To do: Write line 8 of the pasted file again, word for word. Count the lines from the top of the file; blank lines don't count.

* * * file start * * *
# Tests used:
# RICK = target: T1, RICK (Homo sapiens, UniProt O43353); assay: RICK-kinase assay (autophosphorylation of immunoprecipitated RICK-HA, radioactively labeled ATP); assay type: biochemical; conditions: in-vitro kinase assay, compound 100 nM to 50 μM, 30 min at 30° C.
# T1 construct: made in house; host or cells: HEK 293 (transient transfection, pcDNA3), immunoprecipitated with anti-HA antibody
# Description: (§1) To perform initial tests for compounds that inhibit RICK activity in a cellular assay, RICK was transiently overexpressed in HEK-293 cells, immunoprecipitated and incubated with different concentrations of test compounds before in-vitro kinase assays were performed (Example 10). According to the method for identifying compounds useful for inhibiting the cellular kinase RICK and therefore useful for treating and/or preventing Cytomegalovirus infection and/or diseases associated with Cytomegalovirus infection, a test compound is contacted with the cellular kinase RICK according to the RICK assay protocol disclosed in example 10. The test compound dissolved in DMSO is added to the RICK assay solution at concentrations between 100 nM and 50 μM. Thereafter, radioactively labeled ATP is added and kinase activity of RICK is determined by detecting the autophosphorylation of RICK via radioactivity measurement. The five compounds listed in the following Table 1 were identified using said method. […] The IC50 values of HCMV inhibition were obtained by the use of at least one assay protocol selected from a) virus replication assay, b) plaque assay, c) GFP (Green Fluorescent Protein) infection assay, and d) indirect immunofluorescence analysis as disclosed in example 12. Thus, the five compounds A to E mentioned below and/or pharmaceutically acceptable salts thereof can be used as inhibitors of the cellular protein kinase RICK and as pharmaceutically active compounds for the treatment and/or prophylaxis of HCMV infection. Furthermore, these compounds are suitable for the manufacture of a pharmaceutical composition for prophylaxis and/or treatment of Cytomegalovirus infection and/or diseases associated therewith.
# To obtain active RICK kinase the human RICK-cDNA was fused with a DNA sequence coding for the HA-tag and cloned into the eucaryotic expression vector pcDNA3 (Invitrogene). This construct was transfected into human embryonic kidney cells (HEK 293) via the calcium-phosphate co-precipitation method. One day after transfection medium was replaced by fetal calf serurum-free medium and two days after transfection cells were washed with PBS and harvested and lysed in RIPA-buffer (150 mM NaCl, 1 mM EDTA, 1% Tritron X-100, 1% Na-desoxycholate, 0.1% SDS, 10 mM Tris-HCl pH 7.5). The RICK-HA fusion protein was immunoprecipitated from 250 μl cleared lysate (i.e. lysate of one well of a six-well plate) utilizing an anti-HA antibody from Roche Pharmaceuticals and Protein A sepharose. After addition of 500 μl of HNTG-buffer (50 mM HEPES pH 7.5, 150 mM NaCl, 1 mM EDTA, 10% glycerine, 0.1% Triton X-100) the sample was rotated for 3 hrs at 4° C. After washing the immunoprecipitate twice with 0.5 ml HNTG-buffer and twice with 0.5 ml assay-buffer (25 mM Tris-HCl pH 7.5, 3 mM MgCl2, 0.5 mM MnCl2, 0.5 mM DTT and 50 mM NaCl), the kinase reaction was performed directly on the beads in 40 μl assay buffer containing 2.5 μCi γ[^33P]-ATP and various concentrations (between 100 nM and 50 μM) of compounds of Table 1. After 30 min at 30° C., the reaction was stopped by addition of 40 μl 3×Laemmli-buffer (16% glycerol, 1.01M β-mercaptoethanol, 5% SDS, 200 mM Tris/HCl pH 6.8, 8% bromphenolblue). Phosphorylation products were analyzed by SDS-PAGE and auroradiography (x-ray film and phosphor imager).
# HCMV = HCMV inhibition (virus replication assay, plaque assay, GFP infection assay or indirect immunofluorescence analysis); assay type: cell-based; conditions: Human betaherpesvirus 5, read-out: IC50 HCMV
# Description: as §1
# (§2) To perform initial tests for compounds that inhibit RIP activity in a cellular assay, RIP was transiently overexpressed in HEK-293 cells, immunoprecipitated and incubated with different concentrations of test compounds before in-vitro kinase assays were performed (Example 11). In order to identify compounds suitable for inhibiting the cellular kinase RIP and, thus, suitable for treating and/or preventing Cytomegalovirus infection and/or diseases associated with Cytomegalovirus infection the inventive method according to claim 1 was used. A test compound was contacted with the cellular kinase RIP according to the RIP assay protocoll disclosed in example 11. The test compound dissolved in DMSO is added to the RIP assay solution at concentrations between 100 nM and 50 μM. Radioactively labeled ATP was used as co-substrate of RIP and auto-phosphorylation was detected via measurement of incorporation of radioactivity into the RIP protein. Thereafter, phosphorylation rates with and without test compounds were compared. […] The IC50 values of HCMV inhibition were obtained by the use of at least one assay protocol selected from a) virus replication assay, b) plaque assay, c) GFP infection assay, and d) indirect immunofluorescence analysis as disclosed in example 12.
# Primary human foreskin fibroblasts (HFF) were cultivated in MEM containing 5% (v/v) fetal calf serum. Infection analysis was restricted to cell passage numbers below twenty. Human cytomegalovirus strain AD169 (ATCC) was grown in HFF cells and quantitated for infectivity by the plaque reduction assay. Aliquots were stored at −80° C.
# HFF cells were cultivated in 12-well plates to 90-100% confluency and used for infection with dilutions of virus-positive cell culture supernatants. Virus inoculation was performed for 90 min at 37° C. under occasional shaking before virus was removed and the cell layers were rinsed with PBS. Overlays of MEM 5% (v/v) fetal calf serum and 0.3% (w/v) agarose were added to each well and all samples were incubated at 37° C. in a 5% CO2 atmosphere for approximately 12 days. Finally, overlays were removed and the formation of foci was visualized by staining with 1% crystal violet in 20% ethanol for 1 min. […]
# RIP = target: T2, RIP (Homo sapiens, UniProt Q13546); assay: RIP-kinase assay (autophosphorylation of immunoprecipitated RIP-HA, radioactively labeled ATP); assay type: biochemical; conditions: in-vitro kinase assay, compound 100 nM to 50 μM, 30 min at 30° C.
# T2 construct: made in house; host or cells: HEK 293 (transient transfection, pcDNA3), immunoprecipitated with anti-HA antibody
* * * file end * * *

# (§2) To perform initial tests for compounds that inhibit RIP activity in a cellular assay, RIP was transiently overexpressed in HEK-293 cells, immunoprecipitated and incubated with different concentrations of test compounds before in-vitro kinase assays were performed (Example 11). In order to identify compounds suitable for inhibiting the cellular kinase RIP and, thus, suitable for treating and/or preventing Cytomegalovirus infection and/or diseases associated with Cytomegalovirus infection the inventive method according to claim 1 was used. A test compound was contacted with the cellular kinase RIP according to the RIP assay protocoll disclosed in example 11. The test compound dissolved in DMSO is added to the RIP assay solution at concentrations between 100 nM and 50 μM. Radioactively labeled ATP was used as co-substrate of RIP and auto-phosphorylation was detected via measurement of incorporation of radioactivity into the RIP protein. Thereafter, phosphorylation rates with and without test compounds were compared. […] The IC50 values of HCMV inhibition were obtained by the use of at least one assay protocol selected from a) virus replication assay, b) plaque assay, c) GFP infection assay, and d) indirect immunofluorescence analysis as disclosed in example 12.